While we don’t have Asian giant hornets in Wisconsin or the Midwest, we have plenty of other insects that are currently being mistaken for the Asian giant hornet or could be mistaken for these hornets later this year. Panicked individuals thinking they’ve found an Asian giant hornet might end up killing native, beneficial insects which pose little risk to humans—such as bumble bee queens, which are currently trying to establish their nests for the year.

Historically, the UW Insect Diagnostic Lab receives many suspected reports of Asian giant hornets every year—all of these have been misidentifications by the submitters. To date, no confirmed sightings of the Asian giant hornet have occurred in Wisconsin or the Midwestern US. However, with the media spotlight on the Asian giant hornet, an increase in false reports is expected at the UW Insect Diagnostic Lab this year.  Click the diagram below to view a full-size version.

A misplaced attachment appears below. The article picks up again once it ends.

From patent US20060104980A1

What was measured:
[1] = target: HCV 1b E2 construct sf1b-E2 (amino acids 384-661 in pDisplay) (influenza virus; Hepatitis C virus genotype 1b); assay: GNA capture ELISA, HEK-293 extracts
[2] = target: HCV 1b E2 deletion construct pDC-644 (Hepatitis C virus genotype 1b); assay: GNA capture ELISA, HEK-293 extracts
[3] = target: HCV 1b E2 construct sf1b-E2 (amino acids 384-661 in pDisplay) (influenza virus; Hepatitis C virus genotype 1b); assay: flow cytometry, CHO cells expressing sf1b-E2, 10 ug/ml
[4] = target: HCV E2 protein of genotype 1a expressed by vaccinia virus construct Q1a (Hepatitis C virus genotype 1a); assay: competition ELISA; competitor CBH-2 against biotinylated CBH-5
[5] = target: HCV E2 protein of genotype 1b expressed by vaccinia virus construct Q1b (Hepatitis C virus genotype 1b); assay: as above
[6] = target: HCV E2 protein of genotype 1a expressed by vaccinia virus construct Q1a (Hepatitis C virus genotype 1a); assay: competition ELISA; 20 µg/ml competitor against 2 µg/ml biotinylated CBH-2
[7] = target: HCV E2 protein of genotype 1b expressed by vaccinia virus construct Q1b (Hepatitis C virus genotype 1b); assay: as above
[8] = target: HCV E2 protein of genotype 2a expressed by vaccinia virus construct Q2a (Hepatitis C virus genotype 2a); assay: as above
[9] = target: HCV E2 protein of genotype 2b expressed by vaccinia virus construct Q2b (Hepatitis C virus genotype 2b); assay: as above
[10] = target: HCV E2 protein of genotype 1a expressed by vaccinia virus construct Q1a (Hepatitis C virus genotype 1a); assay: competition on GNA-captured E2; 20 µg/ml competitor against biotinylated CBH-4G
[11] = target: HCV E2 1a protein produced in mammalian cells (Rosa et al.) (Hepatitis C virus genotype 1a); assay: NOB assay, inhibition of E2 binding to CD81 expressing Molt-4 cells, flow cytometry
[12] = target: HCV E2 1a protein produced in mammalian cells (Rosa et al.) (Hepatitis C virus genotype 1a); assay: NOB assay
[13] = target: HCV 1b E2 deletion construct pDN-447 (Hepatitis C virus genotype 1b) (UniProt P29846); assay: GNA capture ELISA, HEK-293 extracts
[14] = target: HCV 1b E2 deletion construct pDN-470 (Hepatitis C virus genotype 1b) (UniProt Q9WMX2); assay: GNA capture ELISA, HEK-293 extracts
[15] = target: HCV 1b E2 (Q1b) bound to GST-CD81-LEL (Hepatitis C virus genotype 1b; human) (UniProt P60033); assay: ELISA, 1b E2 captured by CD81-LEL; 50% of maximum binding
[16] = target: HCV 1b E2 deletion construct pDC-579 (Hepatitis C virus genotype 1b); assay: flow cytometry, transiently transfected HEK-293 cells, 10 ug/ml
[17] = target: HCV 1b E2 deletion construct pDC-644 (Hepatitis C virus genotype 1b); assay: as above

Asian giant hornets and common look-alikes of the Midwest. Diagram organized by PJ Liesch, UW Insect Diagnostic Lab. Click for larger version.

Some of the commonest look-alikes include:

Cicada Killer Wasps (Sphecius speciosus) These are the closest match in terms of size. However, these solitary ground-nesting wasps are really quite harmless, unless you happen to be a cicada... Because these insects don’t have a colony to defend, they are very unlikely to sting.  This is the top look-alike reported to the UW Insect Diagnostic Lab every year. For additional details see this post: Asian Giant Hornets—Nope!